Red River


Seventy years ago today, a motion picture was released immortalizing the drama and danger of the rancher. Howard Hawks directing with John Wayne and Montgomery Clift starring, this tale of betrayal, action, and lots and lots of cattle has since become a staple of the Western genre. With its anniversary, let’s see how well Red River holds up to modern day scrutiny.

Prologue of the Film:  Dunson (Wayne) first settling his ranchland

I have never seen a classic Western like this. All of my Western knowledge is from the early 1970s and later with classics like Blazing Saddles, Silverado, and Unforgiven. I knew the general conventions of the 40s and 50s Western though: super idealistic, over-the-top heroics, simple storytelling with romance and melodrama to make it marketable. With this in mind, I had no hope of liking this movie. The prologue of the film set me off on that track. It throws you right into a wagon train moving across Texas when Tom Dunson (Wayne) and his trail hand Groot (Walter Brennan) decide to break off. From the get go there is a swelling Western score, one liners and Wayne’s rugged charm, and a whiny female romantic interest withering for Wayne. The classic Western is from a bygone era, and all of these cheesy and/or unrealistic elements are products from that era, and I wasn’t that into it. Throughout the entire movie there are some outdated plot elements or character archetypes or relationships that really bothered me as a modern viewer.

But once the prologue ends, the main conflict is introduced. Dunson, now fourteen years older and an entire cattle ranch to his name, aims to cattle drive over 10,000 steer up to Missouri from the Rio Grande Valley. It’s a dangerous and ambitious goal, one to which all of the cowboys are up for but are quickly discouraged from when Dunson turns into a cattle-steering tyrant and bully. The movie follows the group of cowboys driving these cattle and hoping to make it there alive. I was hooked.

The group of cowboys aren’t particularly interesting, but Dunson is a dynamic character. He starts out as the idealistic Western lead for the movie but, with old age and cynicism, becomes the antagonist to the now fully mature Matthew Garth (Clift). Wayne does a fantastic job of balancing his classic trademark delivery and expressions with the added complexity of this character.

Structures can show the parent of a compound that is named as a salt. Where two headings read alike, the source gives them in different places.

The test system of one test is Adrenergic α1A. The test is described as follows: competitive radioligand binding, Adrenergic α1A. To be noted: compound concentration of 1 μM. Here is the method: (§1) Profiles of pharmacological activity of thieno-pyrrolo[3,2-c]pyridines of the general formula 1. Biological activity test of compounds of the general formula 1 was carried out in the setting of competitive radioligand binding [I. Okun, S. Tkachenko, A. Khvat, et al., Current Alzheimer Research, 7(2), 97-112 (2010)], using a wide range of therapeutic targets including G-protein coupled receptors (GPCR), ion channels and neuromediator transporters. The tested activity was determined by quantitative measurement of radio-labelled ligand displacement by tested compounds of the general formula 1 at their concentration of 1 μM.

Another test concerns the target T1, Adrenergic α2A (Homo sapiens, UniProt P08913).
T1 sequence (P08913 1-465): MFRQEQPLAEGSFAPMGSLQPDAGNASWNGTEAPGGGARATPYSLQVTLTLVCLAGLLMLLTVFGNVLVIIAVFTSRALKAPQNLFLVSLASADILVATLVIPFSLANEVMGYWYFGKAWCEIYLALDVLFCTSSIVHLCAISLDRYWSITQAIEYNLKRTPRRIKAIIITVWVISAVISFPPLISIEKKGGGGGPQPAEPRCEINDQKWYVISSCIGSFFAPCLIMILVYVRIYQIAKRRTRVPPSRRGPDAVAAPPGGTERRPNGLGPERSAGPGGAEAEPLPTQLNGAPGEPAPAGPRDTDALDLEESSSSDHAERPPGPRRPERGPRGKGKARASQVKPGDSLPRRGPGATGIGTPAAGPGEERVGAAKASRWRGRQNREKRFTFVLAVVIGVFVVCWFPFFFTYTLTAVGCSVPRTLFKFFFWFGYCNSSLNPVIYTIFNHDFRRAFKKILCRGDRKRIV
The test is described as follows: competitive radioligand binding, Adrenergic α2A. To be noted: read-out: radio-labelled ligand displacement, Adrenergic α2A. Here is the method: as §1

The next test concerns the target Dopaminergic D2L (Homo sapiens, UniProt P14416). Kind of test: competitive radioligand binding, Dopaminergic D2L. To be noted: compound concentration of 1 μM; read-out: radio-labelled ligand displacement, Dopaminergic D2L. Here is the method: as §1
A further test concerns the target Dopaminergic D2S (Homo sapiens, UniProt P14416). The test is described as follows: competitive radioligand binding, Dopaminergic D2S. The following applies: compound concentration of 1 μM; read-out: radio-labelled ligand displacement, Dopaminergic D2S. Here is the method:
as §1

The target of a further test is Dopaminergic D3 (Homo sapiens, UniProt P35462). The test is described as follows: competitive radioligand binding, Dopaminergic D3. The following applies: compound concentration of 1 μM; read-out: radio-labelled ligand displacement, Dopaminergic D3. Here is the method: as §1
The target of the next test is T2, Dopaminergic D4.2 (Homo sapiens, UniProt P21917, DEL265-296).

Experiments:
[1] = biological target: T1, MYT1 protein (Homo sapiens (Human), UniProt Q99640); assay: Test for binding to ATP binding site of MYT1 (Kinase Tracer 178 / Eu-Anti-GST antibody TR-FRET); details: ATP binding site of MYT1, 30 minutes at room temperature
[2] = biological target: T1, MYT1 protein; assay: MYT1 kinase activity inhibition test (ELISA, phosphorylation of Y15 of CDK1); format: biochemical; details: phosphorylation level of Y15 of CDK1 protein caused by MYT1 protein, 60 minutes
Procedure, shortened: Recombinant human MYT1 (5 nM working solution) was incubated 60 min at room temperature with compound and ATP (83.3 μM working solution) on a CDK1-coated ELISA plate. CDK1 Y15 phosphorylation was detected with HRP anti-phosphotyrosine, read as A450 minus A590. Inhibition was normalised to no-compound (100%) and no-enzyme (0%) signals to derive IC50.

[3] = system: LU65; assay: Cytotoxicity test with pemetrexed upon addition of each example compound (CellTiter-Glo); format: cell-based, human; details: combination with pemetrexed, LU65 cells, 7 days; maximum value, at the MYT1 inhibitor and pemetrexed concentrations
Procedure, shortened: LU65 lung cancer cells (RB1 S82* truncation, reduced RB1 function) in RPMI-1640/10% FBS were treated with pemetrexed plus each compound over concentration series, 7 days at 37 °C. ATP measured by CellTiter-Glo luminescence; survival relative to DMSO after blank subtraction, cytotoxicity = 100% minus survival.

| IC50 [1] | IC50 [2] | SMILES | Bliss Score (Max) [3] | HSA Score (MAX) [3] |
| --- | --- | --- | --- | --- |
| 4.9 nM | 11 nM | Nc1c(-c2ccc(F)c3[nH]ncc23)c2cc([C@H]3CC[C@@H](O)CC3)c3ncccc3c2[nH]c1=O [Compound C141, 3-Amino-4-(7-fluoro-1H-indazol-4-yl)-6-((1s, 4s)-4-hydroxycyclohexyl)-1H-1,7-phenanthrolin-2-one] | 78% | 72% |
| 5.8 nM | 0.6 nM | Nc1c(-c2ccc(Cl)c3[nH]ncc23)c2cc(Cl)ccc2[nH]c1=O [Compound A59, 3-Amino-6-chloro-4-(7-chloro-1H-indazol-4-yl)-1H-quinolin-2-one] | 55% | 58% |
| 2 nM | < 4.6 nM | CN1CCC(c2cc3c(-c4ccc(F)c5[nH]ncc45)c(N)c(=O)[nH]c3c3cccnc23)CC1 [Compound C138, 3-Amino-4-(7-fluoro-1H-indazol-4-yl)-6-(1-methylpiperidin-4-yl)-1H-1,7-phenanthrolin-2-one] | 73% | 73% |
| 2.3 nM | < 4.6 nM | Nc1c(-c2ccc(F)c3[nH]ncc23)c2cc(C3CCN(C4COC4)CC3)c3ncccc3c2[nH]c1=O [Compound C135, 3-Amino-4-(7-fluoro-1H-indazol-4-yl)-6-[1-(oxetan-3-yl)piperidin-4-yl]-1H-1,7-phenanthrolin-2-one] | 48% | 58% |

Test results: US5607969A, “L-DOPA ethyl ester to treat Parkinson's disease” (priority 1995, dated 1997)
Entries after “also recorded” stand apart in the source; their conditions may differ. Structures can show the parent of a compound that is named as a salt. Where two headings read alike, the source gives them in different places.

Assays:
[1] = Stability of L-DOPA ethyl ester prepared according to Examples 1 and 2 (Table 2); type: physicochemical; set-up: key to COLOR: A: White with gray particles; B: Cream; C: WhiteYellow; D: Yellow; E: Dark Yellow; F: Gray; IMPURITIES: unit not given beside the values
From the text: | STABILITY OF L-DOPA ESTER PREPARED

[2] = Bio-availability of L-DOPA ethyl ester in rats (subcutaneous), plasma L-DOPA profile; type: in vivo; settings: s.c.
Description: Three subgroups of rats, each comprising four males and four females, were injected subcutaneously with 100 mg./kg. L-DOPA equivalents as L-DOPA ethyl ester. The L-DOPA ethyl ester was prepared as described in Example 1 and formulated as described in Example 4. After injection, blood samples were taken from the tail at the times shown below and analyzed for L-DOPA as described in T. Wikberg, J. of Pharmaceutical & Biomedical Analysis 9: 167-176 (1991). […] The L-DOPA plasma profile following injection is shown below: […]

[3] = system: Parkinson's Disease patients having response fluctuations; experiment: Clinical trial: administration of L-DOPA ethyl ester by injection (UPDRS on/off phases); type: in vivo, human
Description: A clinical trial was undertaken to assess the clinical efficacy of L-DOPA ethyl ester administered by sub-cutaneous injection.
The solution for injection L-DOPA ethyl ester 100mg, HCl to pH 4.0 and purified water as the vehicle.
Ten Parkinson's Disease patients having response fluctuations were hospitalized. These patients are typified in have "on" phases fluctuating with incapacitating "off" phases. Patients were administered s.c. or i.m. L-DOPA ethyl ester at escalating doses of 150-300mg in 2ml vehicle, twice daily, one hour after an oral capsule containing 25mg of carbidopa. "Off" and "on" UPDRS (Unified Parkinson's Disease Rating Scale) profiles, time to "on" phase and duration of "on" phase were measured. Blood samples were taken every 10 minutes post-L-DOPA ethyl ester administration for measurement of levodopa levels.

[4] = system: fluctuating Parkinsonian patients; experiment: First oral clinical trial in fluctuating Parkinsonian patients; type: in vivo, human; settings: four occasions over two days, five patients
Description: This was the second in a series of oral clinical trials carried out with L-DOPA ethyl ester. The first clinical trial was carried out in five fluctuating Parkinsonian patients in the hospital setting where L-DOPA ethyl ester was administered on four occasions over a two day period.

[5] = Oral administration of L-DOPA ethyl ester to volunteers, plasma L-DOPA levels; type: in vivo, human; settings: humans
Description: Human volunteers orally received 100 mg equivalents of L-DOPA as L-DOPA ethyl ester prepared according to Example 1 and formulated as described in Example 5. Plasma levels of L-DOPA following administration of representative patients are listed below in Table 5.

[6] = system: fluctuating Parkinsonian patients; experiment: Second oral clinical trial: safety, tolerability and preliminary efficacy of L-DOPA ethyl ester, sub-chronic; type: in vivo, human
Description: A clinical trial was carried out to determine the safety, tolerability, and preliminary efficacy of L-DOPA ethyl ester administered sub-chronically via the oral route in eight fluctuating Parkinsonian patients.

The father-son relationship between Dunson and Matt is especially engaging to see evolve throughout the exciting challenges of the cattle drive. Knowing little to nothing about ranching and what it entails, it was a solid education in everything that could go wrong on a cattle drive and the consequences of such. The stakes were real, the drama wasn’t contrived, and I was actually engaged the entire time.

Matt Garth (Clift) and Tom Dunson (Wayne)

Still, there were some outdated aspects of the movie throughout. The most obvious is the introduction of the romantic interest for Matt, a woman by the name of Tess Millay (Joanne Dru). She is all kinds of cliché and one dimensional. Also, there was about one cattle driving montage too many in the movie. They really milked the feat of driving cattle, and it got kinda repetitive.

This movie is great though. The performances are good; Wayne is the highlight. The story is relatable for a modern audience. It doesn’t get too bogged down by the sensibilities of late 1940s Hollywood. And there’s actual excitement and entertainment to be had. I bet in thirty years on it’s centennial, it’ll hold up just as well as it does now.

Jacob Watson

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